what do you like about yourself interview question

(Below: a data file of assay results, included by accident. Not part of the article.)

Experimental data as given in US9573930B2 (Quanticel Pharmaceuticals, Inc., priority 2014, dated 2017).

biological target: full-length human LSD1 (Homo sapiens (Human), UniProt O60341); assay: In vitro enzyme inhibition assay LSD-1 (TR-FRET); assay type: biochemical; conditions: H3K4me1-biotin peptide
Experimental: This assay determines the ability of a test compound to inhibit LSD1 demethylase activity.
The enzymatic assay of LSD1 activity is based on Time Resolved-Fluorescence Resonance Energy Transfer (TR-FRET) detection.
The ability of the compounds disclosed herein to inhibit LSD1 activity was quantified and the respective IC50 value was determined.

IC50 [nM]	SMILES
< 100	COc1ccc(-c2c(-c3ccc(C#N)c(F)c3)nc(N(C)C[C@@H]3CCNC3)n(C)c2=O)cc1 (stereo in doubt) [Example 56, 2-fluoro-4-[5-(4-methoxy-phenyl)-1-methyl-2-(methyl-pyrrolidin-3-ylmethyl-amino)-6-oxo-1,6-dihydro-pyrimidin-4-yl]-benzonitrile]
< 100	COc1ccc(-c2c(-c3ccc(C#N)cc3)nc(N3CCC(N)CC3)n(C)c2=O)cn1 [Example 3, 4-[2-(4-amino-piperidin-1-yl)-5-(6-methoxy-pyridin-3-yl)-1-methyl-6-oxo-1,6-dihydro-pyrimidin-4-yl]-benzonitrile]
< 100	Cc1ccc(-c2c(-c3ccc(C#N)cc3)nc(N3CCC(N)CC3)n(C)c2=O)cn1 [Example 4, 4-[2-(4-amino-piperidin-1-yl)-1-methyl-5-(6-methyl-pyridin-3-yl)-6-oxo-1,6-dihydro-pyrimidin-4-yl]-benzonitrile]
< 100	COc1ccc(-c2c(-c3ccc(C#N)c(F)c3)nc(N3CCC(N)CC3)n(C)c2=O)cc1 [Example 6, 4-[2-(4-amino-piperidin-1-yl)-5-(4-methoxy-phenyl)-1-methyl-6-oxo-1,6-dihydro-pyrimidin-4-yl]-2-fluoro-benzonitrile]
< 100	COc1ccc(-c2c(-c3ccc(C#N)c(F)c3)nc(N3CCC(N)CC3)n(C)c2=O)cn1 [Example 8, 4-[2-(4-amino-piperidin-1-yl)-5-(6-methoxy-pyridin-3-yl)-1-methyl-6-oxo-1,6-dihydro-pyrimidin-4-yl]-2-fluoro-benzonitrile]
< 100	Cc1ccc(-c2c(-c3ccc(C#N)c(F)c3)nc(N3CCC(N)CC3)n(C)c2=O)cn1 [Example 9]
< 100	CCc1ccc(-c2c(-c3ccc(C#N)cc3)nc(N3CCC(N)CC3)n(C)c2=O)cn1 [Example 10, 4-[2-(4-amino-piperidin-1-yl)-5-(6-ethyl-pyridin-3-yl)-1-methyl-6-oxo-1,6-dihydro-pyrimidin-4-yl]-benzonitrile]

So wait until you get a specific question about why you’re looking to change jobs or why you have a gap on your resume to address those topics. You might be thinking: Um, what do you want to know? Asking a trusted colleague, friend, or family member to listen and react to your answer will help you hone it. The conversation’s not ready for that.”. The interviewer is listening for an answer that indicates you’ve … It can also be asked to get a feel for your priorities. What I like least about myself: I cannot work through the night. So start out by giving a quick recap of your employment history and how that's led up to where you are now. And, ideally, you'll cite things that you'll be doing in your new role (the one you… Whatever order you pick, make sure you ultimately tie it to the job and company. “I am an abstract artist, a civil engineer at heart, and a ruthless bookworm. Why should I hire you? There’s always a chance that interviewers ask follow-up questions. Generous? If you bring up specific details about your previous role, focus on your... 3. Keeping your answer professional, however, shouldn’t stop you from shedding light on why you’re passionate about your work or about this company, even if that broaches slightly more personal territory. I have your resume in front of me but tell me more about yourself. 1. What is your understanding of the office manager role? This is a basic question designed to test … Talking about yourself should be the easiest thing to do. If you are going for a job as a nurse, show that you are compassionate. “It’s challenging because it is broad, open-ended,” Merrill points out. Wascovich explains that whereas the norm in some countries might be to share personal details at this point, in the U.S. you should avoid doing so. So don't take it lightly. Before joining The Muse, Stav was a staff writer at, 15% off Career Coaching | Use code CYBER15 through Dec 13th |, A Simple Formula for Answering “Tell Me About Yourself”, 8 More Tips for Answering “Tell Me About Yourself”, Tailor Your Answer to the Role and Company, But Inject Some Passion Into Your Answer (if You Feel Comfortable), Be Succinct (and Definitely Don’t Recite Your Resume), Remember This Is Often Your First Impression, and It Matters. You want to be absolutely certain your interviewer is left with the impression that it “makes sense that [you’re] sitting here talking to me about this role.”. First and foremost, don’t use a situation that could make you look inflexible. To successfully complete your hiring process for this position, you should identify experienced candidates who are organized and can perform quickly. You can also enhance your answer and make it more specific to the role and company based on what you learn as you progress through the interview process, Campos says, such as, “When I talked to so-and-so it really resonated with me that your mission or value is…”, If you were fired or laid off from your last job, this probably isn’t the best moment to mention it. If you’re like most people, you’re fully prepped to field queries about what you know and the experience you have, like “Tell us about your responsibilities in your current job” or “Explain the strategy you used for [project on your resume].” But don’t stop there! Purpose. “Often when the conversation starts it’s a lot of small talk and it’s a way to transition into it,” especially for less seasoned recruiters or hiring managers. “If a person really is connected to their mission and what they want to go after in their next role and this company really aligns, this is a great place to bring that in,” she says. So when you’re in the midst of a job search looking for a particular type of role, you might have a basic template you use for every interview, but make sure to tweak it to fit the company. My body demands a minimum 6 hrs of sleep, and it sucks because I lose that tremendous productivity potential. But then transition into your success story by saying something like "But the best way to emphasize who I am and what I'm about is reflected in this story...". throw you off your game and break you free from the memorized answers, But even more importantly, by asking this question the hiring manager also, trying to get a sense of whether or not you truly understand which experiences, skills and abilities are relevant for the position you are interviewing for, a willingness to go the extra mile to satisfy a customer, I did the whole project for a fraction of the cost the other “analyst” had quoted, Click Here To Download Our “Tell Me About Yourself” Answer “Cheat Sheet”, 200+ Job Interview Questions List (PDF Practice Cheat Sheet Included), How To Write A Killer Resume Objective (Examples Included), Behavioral Interview Questions And Answers 101 (+ Example Answers), The Best Cover Letter Format For 2020 [3 Sample Templates], 8 Phone Interview Tips That Will Land You A Second Interview. “People don’t want to talk to robots—they want to talk to humans,” Dea says. There’s no question that sales job interviews (and the sales interview questions you will be asked) are some of the toughest types of interviews out there.. It’s often the first to … “Generally the [answers] that always resonate with me show that they really get the role,” she says, as well as why they applied. “When an interviewer asks that, they really mean … What are your strengths? It’s such a simple phrase, but you have no idea what the interviewer wants to hear. Determine how to tie your answers into the overall theme of the interview, your qualifications, and the specific needs or parameters of the program you are interviewing with. As for what a good answer to this question might look like, the first thing you should do is cite the things you like about your current job (even if that wasn't part of the question). Dea warns, however, against memorizing and reciting your spiel word-for-word. “The interviewee’s nervous but the interviewer’s trying to get their bearings [too].”. “Most people answer it like they’re giving a dissertation on their resume,” says Davis, but that’s only going to bore the interviewer to tears. “There’s a time and place for everything—you don’t have to cram it all into this answer,” Campos says. And that includes these icebreaker questions about yourself. “I get more engaged because I can see that it’s going to go somewhere.”. In some cases individual keywords could help give the cue that you’ve done your research and are a good fit, according to Campos. “It always helps to practice with other people to hear yourself say it and hear feedback from how other people are interpreting what you’re saying,” Dea says. You need to understand the hiring manager's purpose in asking a question to effectively answer it. As with any interview question, the key to crafting an impressive answer is understanding why people are asking in the first place. Mention past experiences and proven successes as they relate to the position. Just make sure you always sound like you’re interested in doing the day-to-day work, or core work, that the job involves. By Jeff Gillis. For every interview you go into you should prepare for all eventualities. In this case, a manager wants to find out if you have grace under pressure, can perform genuine self-assessment, and are compatible with the needs of the position. One way a business prevents the skeletons in your employment closet from becoming skeletons in the company’s closet is to ask questions about your strengths and weaknesses, including questions about traits that you would like to change. What about this job interests you? “There’s a fine balance between practicing and memorizing. Then, think of recent examples from your life when you embodied that characteristic. “You don’t want to sound overly rehearsed,” she says. For example, Wascovich recently worked with a special education administrator who’d actually been a special education student in elementary school. Take note of the required ... 2. Focus on your values and morals, cultural fit and personal traits relevant for the job. If you have to spend the rest of the time making up for a bad opening, you’re in a very different position than if you gave a succinct, confident, and relevant answer right off the bat. As with any interview question—or conversation for that matter—you’ll want to make sure you understand who you’re talking to. Because questions about what you dislike about your job are considered tough interview questions by most applicants, it’s important that you do not fall into the trap that many others do. This way you will not sound like a “job hopper”. The point is this interview question is important in that your answer can reveal a lot about you and your candidacy. If you can, go beyond practicing solo. Consider how your current job relates to the job you’re applying for. After all, who knows you better than…You? “My opinion is that most hiring decisions are made in the first minute,” which includes your greeting, handshake, eye contact, and the first thing you say, which may very well be your response to “tell me about yourself.”. The new job she wanted entailed working on an entirely unrelated product, so the important thing for her to mention in this case was that prior to her current role, she’d never had experience working on antibacterial creams and was able to come in and figure out how to move the process forward, just as she could do in this new role. “Be prepared for this question and show interviewers you prepared for it,” Campos says. Prepare yourself by sitting down and coming up with answers to residency interview questions like these in advance. Honesty really is the best policy. That’s why I’m saying, “I enjoy the hands-on accounting work and that’s still what I want to be doing,” in the example answer above. “If people feel comfortable telling their story from a passionate perspective, it helps engage the interviewer and set them apart,” says Wascovich. “I love it when someone tells me, I knew I wanted to work in marketing when I was a kid. If the other person looks bored or distracted, it might be time to wrap it up. “So, tell me a little about yourself.” This common interview prompt inspires dread for many internship and first-time job seekers. To learn how to deal with questions about your motivation, read What Motivates You? As you move further into an interview, things get more comfortable. And that advice you’ve probably heard a million times about not badmouthing your previous employer? How to answer the job interview question: ‘Tell me one thing about yourself you wouldn't want me to know’ Remember, when this job interview question about secrets comes up: You’re not talking to a friend, you’re talking to a potential boss. This is probably the most common interview question. “Everyone has a different approach,” says Dea, who’s had candidates speak for one minute or go on for five. “It lets them ease into the actual interviewing,” says Alina Campos, Muse career coach and founder of The Coaching Creative. I think they’re giving you an opportunity to articulate succinctly why you have the right qualifications,” says Muse career coach Tina Wascovich. Practice will surely make your answer stronger and help you become more confident giving it. When Muse career coach Theresa Merrill does mock interviews with her clients, she always leads with, “Tell me about yourself.” It’s good practice because that’s often the very first thing an interviewer will ask you to do—whether you’re having a preliminary phone screen, speaking to your prospective boss, or sitting down with the CEO during a final round. Focus on the work rather than the people. Tell me about yourself. You might get some form of “tell me about yourself” at every single stage of the interview process for a job, from the phone screen through final rounds, but that doesn’t mean you have to give the same exact answer every time. For example, does the company refer to itself a tech company or a startup, a consumer brand or an online retailer, a publication or zine? Best Answers to This Interview Question . This question is designed to find out how you view yourself and your opportunities for growth. A longtime word nerd and bookworm, Stav studied history and dance at Stanford and later journalism at Columbia. “If they talk a lot about culture, weave that into your answer,” she adds, and if the company or even the particular team emphasizes something else, see if you can incorporate that. Cleaner Interview Questions. There are plenty of times when you’ll hear these exact words: “Tell me about yourself.” But interviewers might have their own versions of the prompt that are asking pretty much the same thing, including: Lily Zhang, Manager of Graduate Student Professional Development at the MIT Media Lab and a writer for The Muse, recommends a simple and effective formula for structuring your response: present, past, future. Whatever you do, don’t waste this time regurgitating every single detail of your career. Definitely not everything. You say: "I've given this question some thought, and overall I've been very satisfied with my job.